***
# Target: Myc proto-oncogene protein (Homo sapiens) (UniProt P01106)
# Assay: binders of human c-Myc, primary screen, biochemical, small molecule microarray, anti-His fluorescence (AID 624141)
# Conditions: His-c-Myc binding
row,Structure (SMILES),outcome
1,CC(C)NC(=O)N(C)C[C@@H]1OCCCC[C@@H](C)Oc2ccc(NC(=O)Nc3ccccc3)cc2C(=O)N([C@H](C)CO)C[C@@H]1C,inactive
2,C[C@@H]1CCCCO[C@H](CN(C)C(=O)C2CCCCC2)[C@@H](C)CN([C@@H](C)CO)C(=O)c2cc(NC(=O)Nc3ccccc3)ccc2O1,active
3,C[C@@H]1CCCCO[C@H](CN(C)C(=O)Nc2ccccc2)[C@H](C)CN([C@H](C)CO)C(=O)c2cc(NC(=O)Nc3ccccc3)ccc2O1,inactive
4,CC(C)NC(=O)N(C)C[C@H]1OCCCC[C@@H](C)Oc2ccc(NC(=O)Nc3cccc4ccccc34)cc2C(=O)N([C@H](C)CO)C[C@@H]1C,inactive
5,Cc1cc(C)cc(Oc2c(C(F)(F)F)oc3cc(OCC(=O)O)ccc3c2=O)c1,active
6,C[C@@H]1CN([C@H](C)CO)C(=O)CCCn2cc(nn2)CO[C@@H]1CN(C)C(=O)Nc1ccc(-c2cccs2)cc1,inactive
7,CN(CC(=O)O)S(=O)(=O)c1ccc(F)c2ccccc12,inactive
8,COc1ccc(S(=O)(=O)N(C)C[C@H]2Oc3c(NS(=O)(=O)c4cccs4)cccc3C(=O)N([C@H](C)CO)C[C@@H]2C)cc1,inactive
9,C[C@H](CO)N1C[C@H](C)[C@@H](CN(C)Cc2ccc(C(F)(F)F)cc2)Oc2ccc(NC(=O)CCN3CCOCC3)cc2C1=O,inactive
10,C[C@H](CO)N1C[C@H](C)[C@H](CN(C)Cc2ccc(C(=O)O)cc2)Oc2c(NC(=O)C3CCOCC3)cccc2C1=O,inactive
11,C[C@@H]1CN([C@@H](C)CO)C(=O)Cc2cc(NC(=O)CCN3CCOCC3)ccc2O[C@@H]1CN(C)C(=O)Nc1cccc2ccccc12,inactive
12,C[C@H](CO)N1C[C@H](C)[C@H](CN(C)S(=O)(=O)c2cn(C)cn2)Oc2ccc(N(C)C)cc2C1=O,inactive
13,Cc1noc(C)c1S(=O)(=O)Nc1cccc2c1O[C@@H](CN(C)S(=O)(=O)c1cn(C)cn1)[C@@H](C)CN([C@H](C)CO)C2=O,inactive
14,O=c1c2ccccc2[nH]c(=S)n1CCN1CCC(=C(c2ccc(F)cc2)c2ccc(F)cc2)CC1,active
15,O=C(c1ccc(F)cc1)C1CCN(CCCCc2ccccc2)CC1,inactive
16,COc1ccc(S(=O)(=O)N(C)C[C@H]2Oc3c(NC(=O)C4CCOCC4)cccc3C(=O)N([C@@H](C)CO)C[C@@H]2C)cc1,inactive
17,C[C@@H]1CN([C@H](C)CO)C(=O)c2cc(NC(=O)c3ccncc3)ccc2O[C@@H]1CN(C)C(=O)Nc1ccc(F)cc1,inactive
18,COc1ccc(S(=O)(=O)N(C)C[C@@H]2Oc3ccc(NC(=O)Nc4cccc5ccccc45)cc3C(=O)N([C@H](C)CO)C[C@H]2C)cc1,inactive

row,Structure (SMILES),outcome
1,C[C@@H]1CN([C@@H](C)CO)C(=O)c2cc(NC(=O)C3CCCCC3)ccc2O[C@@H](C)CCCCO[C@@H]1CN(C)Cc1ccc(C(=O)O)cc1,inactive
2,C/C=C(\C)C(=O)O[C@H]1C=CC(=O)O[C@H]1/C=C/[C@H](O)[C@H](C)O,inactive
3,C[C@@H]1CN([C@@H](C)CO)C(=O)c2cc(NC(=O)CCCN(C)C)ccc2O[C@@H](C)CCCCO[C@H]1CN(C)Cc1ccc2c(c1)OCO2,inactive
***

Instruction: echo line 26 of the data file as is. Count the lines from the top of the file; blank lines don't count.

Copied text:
3,C[C@@H]1CN([C@@H](C)CO)C(=O)c2cc(NC(=O)CCCN(C)C)ccc2O[C@@H](C)CCCCO[C@H]1CN(C)Cc1ccc2c(c1)OCO2,inactive